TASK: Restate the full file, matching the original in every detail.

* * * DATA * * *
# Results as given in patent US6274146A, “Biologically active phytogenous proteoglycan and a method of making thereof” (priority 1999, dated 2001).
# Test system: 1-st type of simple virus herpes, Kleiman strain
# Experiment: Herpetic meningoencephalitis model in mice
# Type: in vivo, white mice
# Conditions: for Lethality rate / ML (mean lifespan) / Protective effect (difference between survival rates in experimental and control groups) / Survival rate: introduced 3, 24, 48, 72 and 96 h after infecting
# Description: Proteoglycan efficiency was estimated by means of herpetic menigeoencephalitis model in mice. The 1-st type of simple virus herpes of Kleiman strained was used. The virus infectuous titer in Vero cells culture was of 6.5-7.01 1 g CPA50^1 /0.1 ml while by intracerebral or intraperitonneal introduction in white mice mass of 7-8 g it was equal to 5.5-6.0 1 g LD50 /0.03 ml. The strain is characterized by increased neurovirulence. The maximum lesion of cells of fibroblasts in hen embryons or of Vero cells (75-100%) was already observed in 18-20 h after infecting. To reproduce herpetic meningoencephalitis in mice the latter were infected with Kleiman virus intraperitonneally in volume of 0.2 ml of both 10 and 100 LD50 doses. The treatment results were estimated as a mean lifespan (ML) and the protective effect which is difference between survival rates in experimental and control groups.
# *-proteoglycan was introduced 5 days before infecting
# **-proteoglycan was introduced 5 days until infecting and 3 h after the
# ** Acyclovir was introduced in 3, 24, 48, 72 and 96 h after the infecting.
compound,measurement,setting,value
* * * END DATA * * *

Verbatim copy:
# Results as given in patent US6274146A, “Biologically active phytogenous proteoglycan and a method of making thereof” (priority 1999, dated 2001).
# Test system: 1-st type of simple virus herpes, Kleiman strain
# Experiment: Herpetic meningoencephalitis model in mice
# Type: in vivo, white mice
# Conditions: for Lethality rate / ML (mean lifespan) / Protective effect (difference between survival rates in experimental and control groups) / Survival rate: introduced 3, 24, 48, 72 and 96 h after infecting
# Description: Proteoglycan efficiency was estimated by means of herpetic menigeoencephalitis model in mice. The 1-st type of simple virus herpes of Kleiman strained was used. The virus infectuous titer in Vero cells culture was of 6.5-7.01 1 g CPA50^1 /0.1 ml while by intracerebral or intraperitonneal introduction in white mice mass of 7-8 g it was equal to 5.5-6.0 1 g LD50 /0.03 ml. The strain is characterized by increased neurovirulence. The maximum lesion of cells of fibroblasts in hen embryons or of Vero cells (75-100%) was already observed in 18-20 h after infecting. To reproduce herpetic meningoencephalitis in mice the latter were infected with Kleiman virus intraperitonneally in volume of 0.2 ml of both 10 and 100 LD50 doses. The treatment results were estimated as a mean lifespan (ML) and the protective effect which is difference between survival rates in experimental and control groups.
# *-proteoglycan was introduced 5 days before infecting
# **-proteoglycan was introduced 5 days until infecting and 3 h after the
# ** Acyclovir was introduced in 3, 24, 48, 72 and 96 h after the infecting.
compound,measurement,setting,value